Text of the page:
Medicare & Your Pre-Existing Conditions: Should You Be Concerned?

What are considered “Pre-Existing Conditions?”

A health problem, like asthma, diabetes, or cancer, you had before the date that new health coverage starts. Insurance companies can’t refuse to cover treatment for your pre-existing condition or charge you more.

Under current law, health insurance companies can’t refuse to cover you or charge you more just because you have a “pre-existing condition” — that is, a health problem you had before the date that new health coverage starts.

The following examples may be considered as pre-existing conditions when you’re applying for a Medicare Supplement plan, (or Medigap):

  • You had a heart attack 12 years ago
  • You use an inhaler as needed for asthma
  • Your doctor has recommended cataract surgery in the future
  • You have arthritis
  • You’re receiving treatment for cancer

As you can see, that’s quite a range of situations; a pre-existing condition does not necessarily need to be a grave diagnosis.

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When a pre-existing condition can NOT be used against you

Medical underwriting is the process in which insurers consider health history (including pre-existing conditions) when making judgments on who is accepted into a health-care plan and how much they will pay. Medicare Supplement plans are sold by private health insurance companies which usually are allowed to use medical underwriting when evaluating insurance applications. One period in which insurers cannot use medical underwriting when considering your application is during your Medicare Supplement Open Enrollment Period. 

This period lasts for six months and begins on the first day of the month in which you’re both 65 or older and enrolled in Medicare Part B. During your Medicare Supplement Open Enrollment Period, an insurance company can NOT refuse to sell you a policy based on your pre-existing condition, and it can’t charge you more than someone without health problems. After your Open Enrollment Period ends, you may be subject to medical underwriting.

The pre-existing condition waiting period

Generally, if you enroll in a Medicare Supplement plan during your Medicare Supplement Open Enrollment Period, the insurance company can NOT make you wait for your coverage to start. However, sometimes you may be subjected to a “pre-existing condition waiting period.” This means that you may have to pay all your own out-of-pocket costs for your pre-existing condition for up to six months. After the waiting period, the Medicare Supplement insurance plan may cover Medicare out-of-pocket costs relating to the pre-existing condition.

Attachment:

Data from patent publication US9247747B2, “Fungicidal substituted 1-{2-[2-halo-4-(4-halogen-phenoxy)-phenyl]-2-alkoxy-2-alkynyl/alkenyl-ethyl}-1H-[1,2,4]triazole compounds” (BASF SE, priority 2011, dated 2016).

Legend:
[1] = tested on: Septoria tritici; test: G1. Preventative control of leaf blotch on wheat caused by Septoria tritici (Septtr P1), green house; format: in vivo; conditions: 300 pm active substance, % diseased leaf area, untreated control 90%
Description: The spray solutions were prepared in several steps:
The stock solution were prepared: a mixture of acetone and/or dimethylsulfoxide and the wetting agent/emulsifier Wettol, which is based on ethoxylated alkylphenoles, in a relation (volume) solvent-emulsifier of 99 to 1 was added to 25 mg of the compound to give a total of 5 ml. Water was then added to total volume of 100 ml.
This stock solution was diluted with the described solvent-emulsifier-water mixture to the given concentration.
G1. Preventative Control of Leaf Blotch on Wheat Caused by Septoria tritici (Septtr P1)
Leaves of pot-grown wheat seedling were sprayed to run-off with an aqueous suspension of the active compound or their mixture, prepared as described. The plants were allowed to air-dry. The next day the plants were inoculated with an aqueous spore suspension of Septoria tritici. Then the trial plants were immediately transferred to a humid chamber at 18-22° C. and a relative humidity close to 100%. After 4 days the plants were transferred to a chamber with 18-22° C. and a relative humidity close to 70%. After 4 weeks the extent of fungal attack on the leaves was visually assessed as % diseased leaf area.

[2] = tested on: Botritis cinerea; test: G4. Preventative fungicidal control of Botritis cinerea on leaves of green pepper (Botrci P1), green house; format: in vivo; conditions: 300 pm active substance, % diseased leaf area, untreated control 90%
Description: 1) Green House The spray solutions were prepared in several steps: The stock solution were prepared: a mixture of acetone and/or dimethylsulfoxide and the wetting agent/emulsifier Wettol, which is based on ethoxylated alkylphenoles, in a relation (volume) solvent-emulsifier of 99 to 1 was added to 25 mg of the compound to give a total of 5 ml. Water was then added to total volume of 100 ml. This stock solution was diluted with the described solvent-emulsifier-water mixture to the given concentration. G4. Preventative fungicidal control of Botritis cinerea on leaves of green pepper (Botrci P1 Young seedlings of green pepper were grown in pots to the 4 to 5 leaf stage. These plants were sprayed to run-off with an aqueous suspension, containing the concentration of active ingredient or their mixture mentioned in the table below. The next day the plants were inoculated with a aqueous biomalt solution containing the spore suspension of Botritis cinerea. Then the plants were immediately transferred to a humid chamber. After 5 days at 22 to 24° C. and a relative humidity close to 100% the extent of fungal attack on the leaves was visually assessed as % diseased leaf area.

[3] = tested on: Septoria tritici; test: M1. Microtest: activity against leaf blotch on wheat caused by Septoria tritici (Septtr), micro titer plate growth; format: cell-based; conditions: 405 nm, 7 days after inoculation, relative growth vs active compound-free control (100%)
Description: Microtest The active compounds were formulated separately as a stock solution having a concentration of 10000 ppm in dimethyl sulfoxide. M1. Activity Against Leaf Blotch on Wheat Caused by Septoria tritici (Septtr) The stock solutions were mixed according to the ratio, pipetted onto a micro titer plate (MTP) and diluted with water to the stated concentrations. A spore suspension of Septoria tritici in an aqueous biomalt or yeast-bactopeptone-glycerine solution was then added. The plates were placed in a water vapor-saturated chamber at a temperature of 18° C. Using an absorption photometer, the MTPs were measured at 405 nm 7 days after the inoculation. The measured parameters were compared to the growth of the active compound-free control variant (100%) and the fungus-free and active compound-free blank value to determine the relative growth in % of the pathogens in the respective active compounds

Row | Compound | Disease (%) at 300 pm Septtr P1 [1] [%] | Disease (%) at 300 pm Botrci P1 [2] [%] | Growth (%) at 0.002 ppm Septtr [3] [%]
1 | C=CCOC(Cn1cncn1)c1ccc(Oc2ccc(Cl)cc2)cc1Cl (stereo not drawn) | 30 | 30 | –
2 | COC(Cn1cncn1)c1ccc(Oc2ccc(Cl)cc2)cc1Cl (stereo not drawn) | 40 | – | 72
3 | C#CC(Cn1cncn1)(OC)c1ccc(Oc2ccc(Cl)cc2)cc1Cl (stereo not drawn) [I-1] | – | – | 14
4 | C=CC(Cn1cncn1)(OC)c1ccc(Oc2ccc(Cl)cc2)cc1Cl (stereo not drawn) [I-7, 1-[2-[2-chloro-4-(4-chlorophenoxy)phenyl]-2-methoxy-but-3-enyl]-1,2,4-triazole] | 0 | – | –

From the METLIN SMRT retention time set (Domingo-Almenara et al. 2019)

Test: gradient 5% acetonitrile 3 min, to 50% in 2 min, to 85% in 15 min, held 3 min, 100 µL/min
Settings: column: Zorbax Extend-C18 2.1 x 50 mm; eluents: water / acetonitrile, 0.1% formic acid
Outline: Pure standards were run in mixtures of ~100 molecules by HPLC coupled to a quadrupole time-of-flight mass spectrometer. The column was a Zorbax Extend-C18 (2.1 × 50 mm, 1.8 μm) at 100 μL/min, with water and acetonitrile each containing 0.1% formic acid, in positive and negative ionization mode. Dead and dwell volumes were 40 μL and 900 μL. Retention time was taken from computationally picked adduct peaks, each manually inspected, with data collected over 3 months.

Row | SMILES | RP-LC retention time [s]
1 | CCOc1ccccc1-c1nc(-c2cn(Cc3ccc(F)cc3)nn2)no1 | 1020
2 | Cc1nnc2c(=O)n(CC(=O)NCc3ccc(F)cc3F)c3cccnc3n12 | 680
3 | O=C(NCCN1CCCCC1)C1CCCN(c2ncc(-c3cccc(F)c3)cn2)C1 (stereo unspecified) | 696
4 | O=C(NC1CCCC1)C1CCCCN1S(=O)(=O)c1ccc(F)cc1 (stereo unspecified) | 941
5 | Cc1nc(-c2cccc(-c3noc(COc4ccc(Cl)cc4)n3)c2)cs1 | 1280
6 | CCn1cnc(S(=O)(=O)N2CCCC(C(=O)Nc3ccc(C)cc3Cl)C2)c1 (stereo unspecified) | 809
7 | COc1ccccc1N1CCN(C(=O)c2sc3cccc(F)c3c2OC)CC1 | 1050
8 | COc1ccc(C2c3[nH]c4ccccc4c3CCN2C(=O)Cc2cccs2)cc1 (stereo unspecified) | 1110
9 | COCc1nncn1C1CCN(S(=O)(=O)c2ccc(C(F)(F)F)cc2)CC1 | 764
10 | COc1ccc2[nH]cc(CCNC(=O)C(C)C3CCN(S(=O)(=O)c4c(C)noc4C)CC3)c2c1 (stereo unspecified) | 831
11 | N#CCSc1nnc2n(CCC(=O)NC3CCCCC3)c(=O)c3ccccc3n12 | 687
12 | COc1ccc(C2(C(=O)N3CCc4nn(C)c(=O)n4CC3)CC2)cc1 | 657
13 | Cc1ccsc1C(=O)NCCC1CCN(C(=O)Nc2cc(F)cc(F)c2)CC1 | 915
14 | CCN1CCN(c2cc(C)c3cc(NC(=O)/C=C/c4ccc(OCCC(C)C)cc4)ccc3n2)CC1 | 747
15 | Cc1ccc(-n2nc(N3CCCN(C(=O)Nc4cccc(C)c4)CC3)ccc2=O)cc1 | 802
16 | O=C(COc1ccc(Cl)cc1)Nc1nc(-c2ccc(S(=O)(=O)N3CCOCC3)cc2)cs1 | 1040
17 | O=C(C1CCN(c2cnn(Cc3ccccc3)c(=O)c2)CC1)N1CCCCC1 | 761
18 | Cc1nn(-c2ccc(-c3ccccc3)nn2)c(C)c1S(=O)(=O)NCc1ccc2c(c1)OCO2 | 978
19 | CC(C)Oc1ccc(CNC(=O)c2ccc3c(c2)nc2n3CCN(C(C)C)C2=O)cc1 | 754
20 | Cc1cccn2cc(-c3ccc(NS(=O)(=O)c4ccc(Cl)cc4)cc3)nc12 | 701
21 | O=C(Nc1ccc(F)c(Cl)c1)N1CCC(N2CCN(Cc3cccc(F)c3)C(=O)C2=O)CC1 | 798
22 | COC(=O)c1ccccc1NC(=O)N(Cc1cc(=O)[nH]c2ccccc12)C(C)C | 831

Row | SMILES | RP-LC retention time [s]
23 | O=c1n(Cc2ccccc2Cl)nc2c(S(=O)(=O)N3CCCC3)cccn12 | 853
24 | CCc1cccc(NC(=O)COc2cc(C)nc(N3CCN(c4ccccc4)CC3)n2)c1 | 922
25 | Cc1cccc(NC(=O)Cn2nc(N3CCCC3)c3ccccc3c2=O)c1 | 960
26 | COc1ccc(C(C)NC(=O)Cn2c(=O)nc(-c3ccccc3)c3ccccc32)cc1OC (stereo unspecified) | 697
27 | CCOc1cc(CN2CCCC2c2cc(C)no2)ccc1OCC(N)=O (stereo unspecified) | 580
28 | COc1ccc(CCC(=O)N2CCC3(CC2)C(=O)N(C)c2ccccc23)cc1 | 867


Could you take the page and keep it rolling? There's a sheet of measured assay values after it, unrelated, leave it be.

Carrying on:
You might be able to avoid or shorten the pre-existing condition waiting period if you had at least six months of creditable coverage before applying for the Medicare Supplement plan. Creditable coverage could be individual health insurance, group health insurance (such as from an employer), TRICARE (military retiree benefits), and more. If you’re replacing your creditable coverage with a Medicare Supplement insurance plan, the insurance company generally can’t make you wait before it covers your pre-existing conditions.

Original Medicare (Part A and Part B) doesn’t have the same waiting period that some Medicare Supplement insurance plans have. Original Medicare may cover a condition even when your Medicare Supplement insurance plan won’t, but you might be responsible for coinsurance or copayment.

What might not be covered?

All Medicare Supplement plans cover Medicare Part A (hospital insurance) coinsurance for up to 365 days after Medicare benefits are used up. If you are in a pre-existing condition waiting period and you are hospitalized for a car accident, which is not a pre-existing condition for you, your Medicare Supplement plan may cover your hospital coinsurance. 

However, for example, if you are in a pre-existing condition waiting period and you are hospitalized for an asthma-related health problem and asthma is a pre-existing condition for you, you may have to pay your hospital coinsurance out-of-pocket. Original Medicare may still pay a portion of your hospital costs.

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